Aces on Bridge — Daily Columns

The Aces on Bridge: Saturday, August 4th, 2018

You can never plan the future by the past.

Edmund Burke

S North
N-S ♠ A 8 3 2
 7 2
♣ A 8 6 5 4 2
West East
♠ —
 K J 9 3 2
 Q 10 8 4
♣ Q 10 9 7
♠ J 7 5 4
 A 8 7 4
 K J 9 3
♣ J
♠ K Q 10 9 6
 Q 10 5
 A 6 5
♣ K 3
South West North East
1 ♠ Pass 3 NT * Pass
4 ♠ All pass    

*9-12 HCP; raise in spades with
  unspecified shortness


Against four spades, West leads the diamond four. South can see that he has no losers in the black suits, but he must plan to take care of three losing hearts and two losing diamonds.

A logical plan is to try to trump two of these cards in dummy. An alternative is to set up dummy’s long club suit to provide a home for his losers. Either plan would be sensible, but setting up the long suit may offer the better odds.

South takes East’s diamond jack with his ace, then lays down the spade king. When West discards a high heart, it looks right for South to shift to clubs, hoping the suit breaks 3-2. He leads the club king and plays a second club to the ace. East ruffs in and finds the best defense by leading a heart to the queen and king, then he wins the diamond king to play the spade jack.

Declarer must win this in dummy to continue ruffing out the clubs. But beware! South must simultaneously unblock a high spade from hand under the jack to ensure that dummy’s spade eight remains an entry. So declarer contributes the nine, wins the trump ace and ruffs a club with the 10. Now he can ruff a heart low in dummy, ruff the fourth club with the queen and draw East’s last trump by leading his six to the eight.

For the record, if East had returned a red suit after winning his diamond king, declarer would be able to take the rest by scoring his seven trumps separately. In the two-card ending, East’s spade jack would be caught in a trump coup.

The answer here may be more about style than judgment. I would respond one heart, hoping to find a major-suit fit. I tend to use the one-diamond response as natural but tending to deny a major unless in a game-forcing hand. So in response to one diamond as opener, I would tend to bypass rebidding a major if balanced. Thus, the one-heart response helps us find our side’s fit.


♠ J 7 5 4
 A 8 7 4
 K 10 9 3
♣ J
South West North East
    1 ♣ Pass

For details of Bobby Wolff’s autobiography, The Lone Wolff, contact If you would like to contact Bobby Wolff, please leave a comment at this blog.
Reproduced with permission of United Feature Syndicate, Inc., Copyright 2018. If you are interested in reprinting The Aces on Bridge column, contact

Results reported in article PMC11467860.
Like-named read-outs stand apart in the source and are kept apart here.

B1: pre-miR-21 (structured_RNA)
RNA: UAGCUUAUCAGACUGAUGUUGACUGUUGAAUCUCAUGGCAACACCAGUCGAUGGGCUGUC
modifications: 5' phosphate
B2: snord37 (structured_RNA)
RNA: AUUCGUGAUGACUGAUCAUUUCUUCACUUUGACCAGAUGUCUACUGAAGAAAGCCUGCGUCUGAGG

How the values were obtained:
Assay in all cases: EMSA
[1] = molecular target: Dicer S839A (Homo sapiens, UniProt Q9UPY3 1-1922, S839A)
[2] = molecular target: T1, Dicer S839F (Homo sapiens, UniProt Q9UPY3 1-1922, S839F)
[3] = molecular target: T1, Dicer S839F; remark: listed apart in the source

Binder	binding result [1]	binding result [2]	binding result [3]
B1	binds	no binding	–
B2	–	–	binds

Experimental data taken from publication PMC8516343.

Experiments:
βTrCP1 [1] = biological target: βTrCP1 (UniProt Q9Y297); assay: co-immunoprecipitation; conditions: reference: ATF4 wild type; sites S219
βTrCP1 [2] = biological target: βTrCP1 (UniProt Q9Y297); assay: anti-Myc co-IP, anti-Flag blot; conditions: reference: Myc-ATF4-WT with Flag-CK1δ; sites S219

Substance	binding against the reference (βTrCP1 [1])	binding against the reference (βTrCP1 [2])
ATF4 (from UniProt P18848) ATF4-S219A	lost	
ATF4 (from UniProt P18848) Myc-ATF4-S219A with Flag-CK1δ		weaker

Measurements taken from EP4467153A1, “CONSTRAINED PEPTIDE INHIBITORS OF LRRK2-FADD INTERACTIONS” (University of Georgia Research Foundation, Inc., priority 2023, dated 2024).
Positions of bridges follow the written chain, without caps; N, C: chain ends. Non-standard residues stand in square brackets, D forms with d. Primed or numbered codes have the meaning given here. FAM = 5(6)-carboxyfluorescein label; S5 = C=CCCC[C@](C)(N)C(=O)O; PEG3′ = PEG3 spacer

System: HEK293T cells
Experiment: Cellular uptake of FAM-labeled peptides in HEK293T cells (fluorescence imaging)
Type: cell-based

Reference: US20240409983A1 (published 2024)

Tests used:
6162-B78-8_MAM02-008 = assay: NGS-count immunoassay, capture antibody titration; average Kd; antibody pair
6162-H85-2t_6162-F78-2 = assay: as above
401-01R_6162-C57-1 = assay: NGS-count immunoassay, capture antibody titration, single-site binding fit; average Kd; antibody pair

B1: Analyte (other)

jim2August 18th, 2018 at 10:29 pm

I have an older relative who would like to play bridge via a pc program on a mac. That is, not on-line with other people, but as a solo game.

The individual is somewhere between beginner and intermediate, and wants a user friendly game version.

Bridge baron is one that person has played, but the bidding and play has become sufficiently idiotic that another program is sought. One d/l via AARP turned out to be free but so chocked with ads and not user friendly, that it was not even worth its “price.”

Any suggestions?

bobbywolffAugust 19th, 2018 at 2:03 am

Hi Jim2,

If I am not a computer moron, no doubt I am as
close as I can get.

Therefore I do not attempt to keep up with various bridge games which involve them.

I might suggest for you or him to call the ACBL in Horn Lake, Ms and they may be able to help. If not, you may check with Bridgewinners which no doubt have some of their staff which may have some ideas Also The Bridge World magazine at

Good luck in getting help for your older relative.

jim2August 19th, 2018 at 2:07 am


Maybe some of your other groupies here will have something they like.

Ken MooreAugust 19th, 2018 at 2:25 am

Check out DealMaster Pro:

I have not used it but it comes very highly recommended.

Michael BeyroutiAugust 19th, 2018 at 5:23 am

Jim2: If you Google search computer-bridge world championships you’ll find the names of several bridge playing programs.
Not seen recently is Jack: I tried it and liked it a lot. It was world champion for 7 years in a row… Now Qbridge5 is the champ.
P.S. I don’t think of myself as a groupie. I simply admire and respect Bobby Wolff and have been addicted to AOB for 35 years… So I guess that makes me a groupie!

Michael BeyroutiAugust 19th, 2018 at 5:37 am

Jim2: If your friend is dissatisfied with one he won’t necessarily be happier with one of the others. They all act as morons at some point during the auction or on defense.

jim2August 19th, 2018 at 10:49 am

TY all!

I did the google routine before posting my request here.

What I am hoping for is that one or more of my fellow denizens here has personal experience with one, can recommend it, and might be willing to answer some Qs on it.

JonathanAugust 21st, 2018 at 2:25 am

Dealmaster pro is not what you are looking for. it just runs simulations and does not “play” bridge. I’d second the recommendation for Jack.